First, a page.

Sofia wakes up early to take her son to daycare before going to work. She is back in her office at an insurance company after more than three months of working from home due to the Covid-19.
As a single mom, it was a challenge trying to work while caring for and home schooling her seven-year-old son.
Reluctantly, she takes him to daycare since she has no other option, even when she feels nervous about any possible contact with a Covid-19 positive person.
Like Sofia, there are thousands of Iowans that feel uneasy about returning to a “normal” work life, but more than anything, they fear taking chances regarding their kids’ health or well-being.
Grandparents have come to the rescue for their children by taking care of their little ones. They are not all unemployed — some are laid off and love the idea of spending time with their grandkids. Keep in mind that Latinos are more likely to disproportionately suffer from high blood pressure and diabetes, which makes them more vulnerable during the pandemic.
“I am excited to spend more time with my grandkids, yet I am scared to get sick with the virus if other family members are not taking the preventative measures seriously,” one grandparent I reached out to told me.
Childcare is an essential part of getting Iowa’s workforce back to their places of employment. As the owner of a Des Moines bilingual daycare, Mundo Pequeño, Lupita Castillo had to adapt to the challenges of taking care of many kids ranging from six weeks to five years old during this difficult time where the health of those kids and her employees are more important than ever.
Lupita is not only responsible for the health of so many precious lives, but she also knows that she must keep her daycare open to keep parents working during the pandemic.
“We are the base of the essential workers and others — without childcare, many individuals like nurses, doctors, police officers, and other workers would not be able to go to work”, said Ms. Castillo.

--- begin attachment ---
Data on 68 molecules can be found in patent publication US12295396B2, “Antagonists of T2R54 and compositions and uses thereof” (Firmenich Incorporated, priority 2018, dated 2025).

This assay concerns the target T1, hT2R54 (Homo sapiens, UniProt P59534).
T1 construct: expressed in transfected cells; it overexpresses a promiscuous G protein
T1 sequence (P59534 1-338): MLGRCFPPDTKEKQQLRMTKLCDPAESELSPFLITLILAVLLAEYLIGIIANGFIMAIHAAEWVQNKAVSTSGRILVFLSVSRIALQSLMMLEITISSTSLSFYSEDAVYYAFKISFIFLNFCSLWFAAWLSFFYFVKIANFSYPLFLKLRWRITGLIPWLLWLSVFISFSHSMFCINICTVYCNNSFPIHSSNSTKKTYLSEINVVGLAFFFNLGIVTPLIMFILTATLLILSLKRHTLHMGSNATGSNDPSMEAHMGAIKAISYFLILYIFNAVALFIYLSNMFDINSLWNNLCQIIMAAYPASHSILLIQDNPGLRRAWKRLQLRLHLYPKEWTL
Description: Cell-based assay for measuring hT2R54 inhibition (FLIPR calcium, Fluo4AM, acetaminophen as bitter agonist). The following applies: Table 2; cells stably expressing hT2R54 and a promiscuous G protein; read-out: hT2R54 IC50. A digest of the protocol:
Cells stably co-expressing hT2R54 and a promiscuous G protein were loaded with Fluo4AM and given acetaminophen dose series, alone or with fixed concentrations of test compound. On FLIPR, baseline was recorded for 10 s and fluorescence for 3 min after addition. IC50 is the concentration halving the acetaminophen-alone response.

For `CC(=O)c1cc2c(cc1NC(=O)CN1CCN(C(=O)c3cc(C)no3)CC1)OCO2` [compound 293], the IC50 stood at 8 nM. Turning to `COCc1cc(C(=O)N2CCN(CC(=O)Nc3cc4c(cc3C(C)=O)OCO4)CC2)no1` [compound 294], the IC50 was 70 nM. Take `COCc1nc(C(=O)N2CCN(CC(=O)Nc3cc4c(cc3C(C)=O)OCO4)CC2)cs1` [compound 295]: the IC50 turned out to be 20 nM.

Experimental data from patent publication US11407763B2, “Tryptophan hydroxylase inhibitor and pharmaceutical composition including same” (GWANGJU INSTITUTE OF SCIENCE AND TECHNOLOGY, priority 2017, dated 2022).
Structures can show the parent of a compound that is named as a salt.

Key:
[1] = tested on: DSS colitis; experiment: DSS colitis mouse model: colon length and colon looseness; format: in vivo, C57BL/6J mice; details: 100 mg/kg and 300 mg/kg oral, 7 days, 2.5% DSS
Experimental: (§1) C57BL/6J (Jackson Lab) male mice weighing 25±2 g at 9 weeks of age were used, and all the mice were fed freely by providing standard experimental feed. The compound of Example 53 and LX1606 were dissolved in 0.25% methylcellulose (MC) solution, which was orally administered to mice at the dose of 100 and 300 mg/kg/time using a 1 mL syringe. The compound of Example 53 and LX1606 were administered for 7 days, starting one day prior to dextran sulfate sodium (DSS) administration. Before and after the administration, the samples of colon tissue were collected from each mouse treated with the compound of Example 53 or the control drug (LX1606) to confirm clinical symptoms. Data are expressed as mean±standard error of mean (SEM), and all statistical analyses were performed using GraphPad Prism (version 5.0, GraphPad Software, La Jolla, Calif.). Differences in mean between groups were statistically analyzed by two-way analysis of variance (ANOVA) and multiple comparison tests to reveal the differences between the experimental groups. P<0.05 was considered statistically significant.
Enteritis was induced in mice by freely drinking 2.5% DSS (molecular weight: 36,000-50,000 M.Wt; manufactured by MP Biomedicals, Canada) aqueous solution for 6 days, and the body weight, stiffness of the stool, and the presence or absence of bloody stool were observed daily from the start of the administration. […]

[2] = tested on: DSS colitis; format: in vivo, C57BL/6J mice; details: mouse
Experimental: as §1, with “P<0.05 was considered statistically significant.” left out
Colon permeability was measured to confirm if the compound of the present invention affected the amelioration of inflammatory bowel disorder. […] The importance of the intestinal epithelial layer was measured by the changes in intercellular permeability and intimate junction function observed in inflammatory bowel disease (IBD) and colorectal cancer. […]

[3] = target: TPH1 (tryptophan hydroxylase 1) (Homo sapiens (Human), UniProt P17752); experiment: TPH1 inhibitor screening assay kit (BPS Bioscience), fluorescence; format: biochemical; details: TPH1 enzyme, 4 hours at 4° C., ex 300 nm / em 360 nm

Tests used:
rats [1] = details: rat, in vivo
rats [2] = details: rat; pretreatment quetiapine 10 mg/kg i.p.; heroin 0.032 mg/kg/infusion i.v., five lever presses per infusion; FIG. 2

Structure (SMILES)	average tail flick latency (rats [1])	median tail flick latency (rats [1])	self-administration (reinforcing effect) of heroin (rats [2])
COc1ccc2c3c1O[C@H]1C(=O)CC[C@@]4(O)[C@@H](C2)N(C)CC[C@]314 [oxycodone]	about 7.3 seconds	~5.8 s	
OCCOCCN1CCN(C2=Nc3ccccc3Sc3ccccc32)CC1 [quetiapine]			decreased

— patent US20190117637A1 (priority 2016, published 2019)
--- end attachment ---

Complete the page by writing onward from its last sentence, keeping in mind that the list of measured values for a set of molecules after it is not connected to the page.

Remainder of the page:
Mundo Pequeño cares for kids whose parents do private pay and those who are paid by the state childcare assistance program. Lupita added that since the beginning of the pandemic she felt a lot of support from the state agency.
The program has been paying for their kids even if they do not attend for any specific reason. In addition, they started paying for some parents’ co pay, and she received a cash incentive to help during this time. This was made possible due to the bipartisan Coronavirus Aid, Relief, and Economic Security (CARES) Act which passed on March 27 of this year.
The CARES program includes resources specifically targeted for low income individuals and families affected by the public health and economic crises. This program includes a number of provisions of particular importance to children and families who work with them, including policymakers and other stakeholders in childcare and early education systems.
Her business, like many others, also had to change in terms of added safety against the virus. Lupita detailed some of the policy changes made to keep children and workers safe.